One of my closest friends and I disagree quite strongly over this book - he thought it was boring tosh whereas I would probably list it in my Top 10 reads. One man's meat and all that. I was enthralled by the rich layers of plot and history and shifting perspectives. High on a Czechoslovak hill, the Landauer House shines as a wonder of steel and glass and onyx built specially for newlyweds Viktor and Liesel Landauer, a Jew married to a gentile. But the radiant honesty of 1930 that the house, with its unique Glass Room, seems to engender quickly tarnishes as the storm clouds of WW2 gather, and eventually the family must flee, accompanied by Viktor's lover and her child. But the house's story is far from over, and as it passes from hand to hand, from Czech to Russian, both the best and the worst of the history of Eastern Europe becomes somehow embodied and perhaps emboldened within the beautiful and austere surfaces and planes so carefully designed, until events become full-circle.

In the course of writing this blog post I discovered that there had been a film adaptation of Mawer's book made last year. It was a Czech production, directed by Julius Ševčík, and stars the sensational Carice von Houten. I haven't actually had a chance to watch it yet as I haven't found it on any streaming networks, but I wait eagerly for its release. If anyone knows where I might be able to find it, please let me know!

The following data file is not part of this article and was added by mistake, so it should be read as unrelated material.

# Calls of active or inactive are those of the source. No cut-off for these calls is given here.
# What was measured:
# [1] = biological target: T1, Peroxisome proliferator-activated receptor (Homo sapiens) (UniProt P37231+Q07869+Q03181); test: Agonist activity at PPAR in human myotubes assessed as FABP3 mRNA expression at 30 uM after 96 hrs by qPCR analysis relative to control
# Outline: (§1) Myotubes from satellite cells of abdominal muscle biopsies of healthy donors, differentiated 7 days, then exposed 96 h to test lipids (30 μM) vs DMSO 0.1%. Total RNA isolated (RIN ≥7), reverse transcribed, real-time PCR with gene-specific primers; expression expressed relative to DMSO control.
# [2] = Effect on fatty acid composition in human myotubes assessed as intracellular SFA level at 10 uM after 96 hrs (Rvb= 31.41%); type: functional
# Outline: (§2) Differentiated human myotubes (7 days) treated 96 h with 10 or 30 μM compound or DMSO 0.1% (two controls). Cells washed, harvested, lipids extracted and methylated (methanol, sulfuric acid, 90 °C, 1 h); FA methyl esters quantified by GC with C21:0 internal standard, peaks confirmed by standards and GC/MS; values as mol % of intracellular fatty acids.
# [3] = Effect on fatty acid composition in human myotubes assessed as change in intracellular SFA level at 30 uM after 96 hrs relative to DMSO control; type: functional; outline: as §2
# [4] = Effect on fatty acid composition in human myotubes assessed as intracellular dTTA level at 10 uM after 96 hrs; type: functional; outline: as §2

Operation Mincemeat - Ben Macintyre (Non-Fiction)

If you're not much of a non-fiction reader, don't despair! Macintyre writes with such flair and energy that this book sucks you in from the first page and takes you on a fantastic journey. Operation Mincemeat was the most successful wartime deception ever attempted, and certainly the strangest. It hoodwinked the Nazi espionage chiefs, sent German troops hurtling in the wrong direction, and saved thousands of lives by deploying a secret agent who was different, in one crucial respect, from any spy before or since: he was dead. Using fraud, imagination and seduction, Churchill's team of spies spun a web of deceit so elaborate and so convincing that they began to believe it themselves. The deception started in a windowless basement beneath Whitehall. It travelled from London to Scotland to Spain to Germany. And it ended up on Hitler's desk.